Only one woman’s name stands out as being an extremely vocal letter-writer to the Times, a professor at Brown named Felicia Nimue Ackerman. I don’t know her, but I’ve seen her published comments many, many times.

In one of the many writing classes I’ve taught, I urged my students to start writing letters to the editor, to add more female voices to the overwhelmingly male cacophony. I was thrilled to see one of their letters recently in The Economist.

A random survey this week showed three letters to the October 31 issue of the New Yorker (all women); 11 letters to the Financial Times (no women!); nine letters to the FT (one woman) and eight letters to the FT (no women’s name I recognized; couldn’t tell the gender of three of them.)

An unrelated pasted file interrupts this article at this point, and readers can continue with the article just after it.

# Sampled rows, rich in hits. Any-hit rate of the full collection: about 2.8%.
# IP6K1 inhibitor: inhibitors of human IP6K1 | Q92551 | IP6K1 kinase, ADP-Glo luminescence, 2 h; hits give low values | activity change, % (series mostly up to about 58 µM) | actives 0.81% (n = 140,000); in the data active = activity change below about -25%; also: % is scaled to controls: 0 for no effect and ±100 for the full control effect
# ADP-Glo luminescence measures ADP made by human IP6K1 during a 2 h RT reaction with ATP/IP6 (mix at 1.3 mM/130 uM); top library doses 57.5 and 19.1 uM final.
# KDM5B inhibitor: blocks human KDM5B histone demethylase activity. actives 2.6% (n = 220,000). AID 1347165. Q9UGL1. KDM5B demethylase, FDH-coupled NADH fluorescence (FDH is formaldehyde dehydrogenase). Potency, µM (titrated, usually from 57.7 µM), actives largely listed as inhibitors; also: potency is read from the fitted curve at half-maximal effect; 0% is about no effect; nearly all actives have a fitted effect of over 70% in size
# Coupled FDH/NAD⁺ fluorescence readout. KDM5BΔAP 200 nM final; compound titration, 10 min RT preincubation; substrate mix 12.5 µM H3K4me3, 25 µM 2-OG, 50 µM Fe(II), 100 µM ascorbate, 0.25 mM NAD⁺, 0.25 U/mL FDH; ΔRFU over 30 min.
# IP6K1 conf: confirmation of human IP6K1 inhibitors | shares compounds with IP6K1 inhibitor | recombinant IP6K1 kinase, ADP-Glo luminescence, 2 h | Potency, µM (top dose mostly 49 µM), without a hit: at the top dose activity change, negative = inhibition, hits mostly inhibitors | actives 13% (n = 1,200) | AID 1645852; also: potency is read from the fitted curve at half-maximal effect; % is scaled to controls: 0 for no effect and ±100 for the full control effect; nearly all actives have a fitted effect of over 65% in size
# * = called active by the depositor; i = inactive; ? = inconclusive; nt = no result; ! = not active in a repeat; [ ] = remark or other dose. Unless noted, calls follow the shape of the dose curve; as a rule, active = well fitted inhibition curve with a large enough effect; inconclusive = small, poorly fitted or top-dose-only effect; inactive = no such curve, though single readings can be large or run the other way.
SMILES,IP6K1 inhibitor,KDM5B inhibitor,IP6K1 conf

Our voices need to be heard!

We vote. We pay taxes. We employ millions of workers. We serve our country in the police force, fire houses and the military.

Why don’t more women speak up?

Frustration at being ignored, talked over or consistently interrupted by men. Responding can make us look bitchy, when it’s they who are being rude.

— Lack of practice: the less often you speak out, the more scary it seems.

— Lack of time. Too busy working/commuting/caring for others’ needs.

— Lack of interest in the subject at hand.

— Lack of self-confidence. “Who’d want to hear my voice anyway?”

— Fear of being trolled, getting rape or death threats. That has happened to women online, certainly.

— Fear of looking stupid or uninformed.

— Fear of saying the “wrong thing”, whatever that is.

— Fear of losing professional status, especially in a male-dominated industry or field. 

From Guts, a Canadian feminist magazine, written by a woman who fought against workplace bullying: